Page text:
How to improve your social media literacy in a partisan age
There’s no doubt we’re living in a hyper-partisan age, and as we head into the 2020 presidential election, it’s only going to get worse. Absorb these key points to keep your head straight through the tsunami.
1. Read before sharing. If there were 10 Commandments of social media, this would be number one because we have all broken it. Headline writers and social media mangers are tasked with writing the most engaging and compelling copy to grab your attention, and sometimes it elicits an emotional response that forces us to lose our cool. If you feel compelled to share, at least read what the article says and think about the content and context before broadcasting it on your feed.
2. Be open to other perspectives. We follow various voices on social media because we like them, but we can also become stuck in a bubble inside an echo chamber. Don’t forget to seek out other informed opinions and articles outside of your worldview. You don’t have to agree or even like the piece, but it will give you a broader perspective to better inform your own opinions.
3. Check your sources. The mainstream and corporate media is not without its weaknesses. They occasionally make mistakes, and their appetite for self-analysis leaves much to be desired. But on the whole, they remain the best source of news and should be given more weight and authority in terms of truth. Today there are countless websites that are determined to promote the most inflammatory stories and their own agendas that flourish on social media, often because people break Commandment Number One and share without reading. Look to see what website is publishing the story, and where their sources are coming from. If you don’t recognize the site name or there isn’t any hint of sources in the content, be wary of its truth and authority.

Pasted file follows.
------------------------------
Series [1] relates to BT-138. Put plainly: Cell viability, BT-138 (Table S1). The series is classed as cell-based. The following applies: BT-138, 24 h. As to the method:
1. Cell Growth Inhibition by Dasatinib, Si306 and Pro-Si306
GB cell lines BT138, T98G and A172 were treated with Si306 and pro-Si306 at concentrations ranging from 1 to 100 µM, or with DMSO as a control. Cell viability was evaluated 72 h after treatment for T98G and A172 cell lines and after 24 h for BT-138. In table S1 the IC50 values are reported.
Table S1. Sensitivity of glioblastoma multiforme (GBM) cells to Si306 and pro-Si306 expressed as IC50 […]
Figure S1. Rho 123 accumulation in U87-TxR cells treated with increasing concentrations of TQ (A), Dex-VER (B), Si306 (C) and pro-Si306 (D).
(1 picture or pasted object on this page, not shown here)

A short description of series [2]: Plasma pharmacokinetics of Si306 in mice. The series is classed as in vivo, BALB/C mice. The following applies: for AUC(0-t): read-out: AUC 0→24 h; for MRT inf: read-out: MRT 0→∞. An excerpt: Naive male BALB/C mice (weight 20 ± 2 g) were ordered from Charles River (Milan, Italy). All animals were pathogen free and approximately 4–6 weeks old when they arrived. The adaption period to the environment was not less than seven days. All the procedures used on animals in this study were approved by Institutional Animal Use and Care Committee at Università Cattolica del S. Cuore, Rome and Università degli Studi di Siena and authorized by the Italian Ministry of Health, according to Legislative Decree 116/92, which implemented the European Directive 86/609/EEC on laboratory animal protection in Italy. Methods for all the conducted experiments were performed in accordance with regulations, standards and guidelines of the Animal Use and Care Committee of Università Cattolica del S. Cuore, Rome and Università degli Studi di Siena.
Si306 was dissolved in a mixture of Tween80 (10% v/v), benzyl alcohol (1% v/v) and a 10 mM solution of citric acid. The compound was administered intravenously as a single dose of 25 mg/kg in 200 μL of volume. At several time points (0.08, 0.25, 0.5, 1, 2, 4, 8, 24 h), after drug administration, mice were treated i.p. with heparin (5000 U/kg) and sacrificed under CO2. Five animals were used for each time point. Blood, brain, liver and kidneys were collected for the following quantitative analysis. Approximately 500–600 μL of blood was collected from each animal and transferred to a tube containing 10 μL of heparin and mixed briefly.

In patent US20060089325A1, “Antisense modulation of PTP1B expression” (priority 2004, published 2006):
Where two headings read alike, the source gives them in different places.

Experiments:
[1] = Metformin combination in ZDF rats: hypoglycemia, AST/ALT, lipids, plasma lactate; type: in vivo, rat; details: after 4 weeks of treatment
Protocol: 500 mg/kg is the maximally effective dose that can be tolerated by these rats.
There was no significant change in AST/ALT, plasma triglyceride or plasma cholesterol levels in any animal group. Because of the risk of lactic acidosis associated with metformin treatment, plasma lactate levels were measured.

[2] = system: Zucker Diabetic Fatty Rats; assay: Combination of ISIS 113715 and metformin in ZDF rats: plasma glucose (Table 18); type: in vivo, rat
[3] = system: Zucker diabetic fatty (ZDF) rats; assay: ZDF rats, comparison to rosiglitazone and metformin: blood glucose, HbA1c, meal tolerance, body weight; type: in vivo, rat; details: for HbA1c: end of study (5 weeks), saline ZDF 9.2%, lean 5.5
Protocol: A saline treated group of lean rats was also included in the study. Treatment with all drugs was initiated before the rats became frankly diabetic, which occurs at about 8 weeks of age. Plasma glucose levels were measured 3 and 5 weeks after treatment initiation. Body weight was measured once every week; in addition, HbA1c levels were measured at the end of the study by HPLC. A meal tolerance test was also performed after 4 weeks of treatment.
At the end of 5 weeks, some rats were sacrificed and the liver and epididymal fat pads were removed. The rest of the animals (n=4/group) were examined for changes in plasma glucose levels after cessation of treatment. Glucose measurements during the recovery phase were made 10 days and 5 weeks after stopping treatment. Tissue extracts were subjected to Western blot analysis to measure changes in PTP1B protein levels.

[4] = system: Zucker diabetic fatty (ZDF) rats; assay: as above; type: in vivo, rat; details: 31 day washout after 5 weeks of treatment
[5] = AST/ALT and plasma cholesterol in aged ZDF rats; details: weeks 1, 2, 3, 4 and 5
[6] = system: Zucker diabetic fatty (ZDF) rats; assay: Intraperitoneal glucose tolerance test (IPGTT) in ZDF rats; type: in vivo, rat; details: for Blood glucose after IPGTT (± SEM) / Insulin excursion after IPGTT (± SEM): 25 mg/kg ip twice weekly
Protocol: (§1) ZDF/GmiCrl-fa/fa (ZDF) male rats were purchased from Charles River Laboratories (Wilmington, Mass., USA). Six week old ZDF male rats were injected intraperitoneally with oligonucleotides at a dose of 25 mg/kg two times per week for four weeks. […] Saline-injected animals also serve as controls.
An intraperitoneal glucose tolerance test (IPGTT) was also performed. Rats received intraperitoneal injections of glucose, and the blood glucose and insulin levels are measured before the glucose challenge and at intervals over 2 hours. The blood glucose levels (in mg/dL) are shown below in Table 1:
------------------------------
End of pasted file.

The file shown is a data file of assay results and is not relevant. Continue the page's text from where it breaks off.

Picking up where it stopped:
4. Take a breath. Again, today’s media is designed to provoke emotional reactions, but remember, you’re not required to instantly develop an informed opinion and react to everything. Take a moment or two to process the news and information intellectually before commenting or sharing. In fact, there have been a number of occasions when the news narrative completely flips in the hours since the story broke. The world is already filled with opinions, and there’s no rush to add yours without thinking it over.
5. Take a break. It’s probably the best advice for all of us to hear about social media. If the news has you too emotional, turn off the TV, computer or phone. Go for a walk, read a book, see a movie or lie down on your favorite sofa to take your mind off things for a few hours. Removing yourself from the debate to clear your head will benefit your disposition in the long run.
6. Share something positive. There’s a trend to share or comment on negative news, and no doubt, there’s been no shortage of that lately. Every once in a while, go the other way: Share something good that happened in your community or that will lift somebody’s spirits. It could be something like a good Samaritan story in the news, or a simple video of a puppy greeting a baby. Our social media feeds are what we choose them to be, so make a positive impact by shining something bright for others.